OAKLAND, Calif. &mdash On back-to-back nights over the weekend, James Harden faced Tyreke Evans in Sacramento and battled Stephen Curry at Golden State.
The second-year Thunder guard had to swallow his pride at the sight of both of them enjoying individual success.
This weekend's encounter could be much more difficult to deal with.
While Curry and Evans will be starring for the Sophomore squad in this year's Rookie Challenge at All-Star Weekend, Harden will be reduced to a spectator at the event, which happens to be in his hometown of Los Angeles. And Harden has the harsh reality of knowing he was picked ahead of both players, one spot before No. 4 overall pick Evans and four slots ahead of seventh overall pick Curry.
But Thunder fans shouldn't view Harden's exclusion in Friday night's event as a statement on the type of season he's having. While it's natural to make early judgments on young players and often evaluate them by pitting them against their peers from the same draft class, it's important to realize Harden is in a different place. Writing him off now would be unwise and unfair.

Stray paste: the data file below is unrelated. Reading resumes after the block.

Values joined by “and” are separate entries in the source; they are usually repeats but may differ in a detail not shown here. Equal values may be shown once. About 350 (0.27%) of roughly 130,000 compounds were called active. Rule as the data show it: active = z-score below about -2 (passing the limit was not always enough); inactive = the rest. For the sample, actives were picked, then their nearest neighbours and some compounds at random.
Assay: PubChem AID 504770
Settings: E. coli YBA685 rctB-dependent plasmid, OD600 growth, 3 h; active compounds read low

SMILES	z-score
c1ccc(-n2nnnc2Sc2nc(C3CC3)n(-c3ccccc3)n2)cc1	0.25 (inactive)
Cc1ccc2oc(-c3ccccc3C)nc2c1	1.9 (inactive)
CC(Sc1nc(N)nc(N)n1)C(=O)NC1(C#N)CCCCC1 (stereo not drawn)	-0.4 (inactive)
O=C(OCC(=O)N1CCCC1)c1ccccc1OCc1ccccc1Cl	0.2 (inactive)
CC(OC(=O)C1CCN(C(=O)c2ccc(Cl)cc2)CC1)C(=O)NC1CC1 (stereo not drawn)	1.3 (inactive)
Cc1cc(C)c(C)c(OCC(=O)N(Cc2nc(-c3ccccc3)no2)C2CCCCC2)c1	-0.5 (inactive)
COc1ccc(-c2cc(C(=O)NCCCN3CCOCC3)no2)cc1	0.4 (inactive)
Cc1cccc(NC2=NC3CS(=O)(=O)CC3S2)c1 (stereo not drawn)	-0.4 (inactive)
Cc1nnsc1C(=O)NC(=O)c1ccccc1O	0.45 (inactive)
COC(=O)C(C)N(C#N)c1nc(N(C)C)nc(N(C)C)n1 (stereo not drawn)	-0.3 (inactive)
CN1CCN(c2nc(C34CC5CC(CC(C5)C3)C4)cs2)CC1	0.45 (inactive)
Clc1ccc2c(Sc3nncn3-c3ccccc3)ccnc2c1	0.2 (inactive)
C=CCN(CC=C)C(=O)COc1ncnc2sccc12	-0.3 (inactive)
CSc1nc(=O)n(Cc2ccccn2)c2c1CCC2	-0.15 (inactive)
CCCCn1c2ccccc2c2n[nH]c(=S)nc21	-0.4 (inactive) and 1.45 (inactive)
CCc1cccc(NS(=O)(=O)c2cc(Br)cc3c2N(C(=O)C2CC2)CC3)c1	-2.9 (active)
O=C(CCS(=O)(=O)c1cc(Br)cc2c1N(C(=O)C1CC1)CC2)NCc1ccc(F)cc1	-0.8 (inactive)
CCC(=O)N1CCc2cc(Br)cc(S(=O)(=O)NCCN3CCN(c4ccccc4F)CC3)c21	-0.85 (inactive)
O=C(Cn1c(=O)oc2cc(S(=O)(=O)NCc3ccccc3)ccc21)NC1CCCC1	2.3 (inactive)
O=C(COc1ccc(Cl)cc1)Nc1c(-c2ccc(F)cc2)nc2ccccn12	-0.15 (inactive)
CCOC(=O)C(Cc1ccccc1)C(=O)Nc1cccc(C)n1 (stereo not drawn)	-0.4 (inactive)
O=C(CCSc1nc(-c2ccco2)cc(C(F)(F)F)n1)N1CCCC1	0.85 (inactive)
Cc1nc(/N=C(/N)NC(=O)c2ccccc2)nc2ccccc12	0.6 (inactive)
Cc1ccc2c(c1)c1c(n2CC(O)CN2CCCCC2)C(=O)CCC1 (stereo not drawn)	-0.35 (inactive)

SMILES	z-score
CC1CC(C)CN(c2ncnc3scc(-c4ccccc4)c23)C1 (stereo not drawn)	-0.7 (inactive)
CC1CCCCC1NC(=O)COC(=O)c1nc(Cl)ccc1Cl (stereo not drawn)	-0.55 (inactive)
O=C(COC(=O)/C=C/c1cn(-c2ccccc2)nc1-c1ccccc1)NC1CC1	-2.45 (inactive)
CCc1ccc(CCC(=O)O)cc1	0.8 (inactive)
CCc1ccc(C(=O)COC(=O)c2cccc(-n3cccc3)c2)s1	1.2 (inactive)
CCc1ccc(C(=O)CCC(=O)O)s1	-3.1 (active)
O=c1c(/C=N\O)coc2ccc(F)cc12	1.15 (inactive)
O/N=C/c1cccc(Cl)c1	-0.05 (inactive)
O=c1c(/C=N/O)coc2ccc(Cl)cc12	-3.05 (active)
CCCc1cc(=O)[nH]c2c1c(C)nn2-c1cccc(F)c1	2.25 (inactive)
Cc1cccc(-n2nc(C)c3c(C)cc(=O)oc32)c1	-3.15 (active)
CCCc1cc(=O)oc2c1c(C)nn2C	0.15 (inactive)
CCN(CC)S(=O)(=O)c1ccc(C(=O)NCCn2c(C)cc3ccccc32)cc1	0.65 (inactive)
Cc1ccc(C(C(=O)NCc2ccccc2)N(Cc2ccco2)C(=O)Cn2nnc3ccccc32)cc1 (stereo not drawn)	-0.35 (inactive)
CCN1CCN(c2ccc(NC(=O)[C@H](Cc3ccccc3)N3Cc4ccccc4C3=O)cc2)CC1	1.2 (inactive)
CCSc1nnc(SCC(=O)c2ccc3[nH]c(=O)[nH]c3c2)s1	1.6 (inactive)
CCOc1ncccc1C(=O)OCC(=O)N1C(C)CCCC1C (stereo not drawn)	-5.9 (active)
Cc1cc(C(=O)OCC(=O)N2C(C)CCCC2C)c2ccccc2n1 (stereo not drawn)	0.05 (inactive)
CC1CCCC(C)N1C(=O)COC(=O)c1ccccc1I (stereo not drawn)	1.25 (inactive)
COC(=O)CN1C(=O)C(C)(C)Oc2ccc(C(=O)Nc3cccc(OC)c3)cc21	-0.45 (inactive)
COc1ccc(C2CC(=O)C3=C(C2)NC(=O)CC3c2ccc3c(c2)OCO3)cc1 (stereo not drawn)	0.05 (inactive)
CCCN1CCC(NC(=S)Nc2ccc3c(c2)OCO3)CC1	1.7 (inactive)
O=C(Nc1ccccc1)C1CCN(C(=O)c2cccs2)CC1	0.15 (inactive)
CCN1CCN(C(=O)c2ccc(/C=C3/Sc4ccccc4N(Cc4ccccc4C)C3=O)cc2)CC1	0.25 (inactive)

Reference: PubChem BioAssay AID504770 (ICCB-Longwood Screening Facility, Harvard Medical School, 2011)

Harden hasn't been the most consistent performer in his 1 1/2 seasons in Oklahoma City. That much has been well-documented. But what barely gets mentioned is how Harden has accepted a secondary role and, more often than not, turned in satisfactory showings.
Harden has never complained. He's never asked out, and he's never been anything but supportive of his teammates and committed to maintaining a positive attitude.
“I've never seen him down,” said Thunder coach Scott Brooks.
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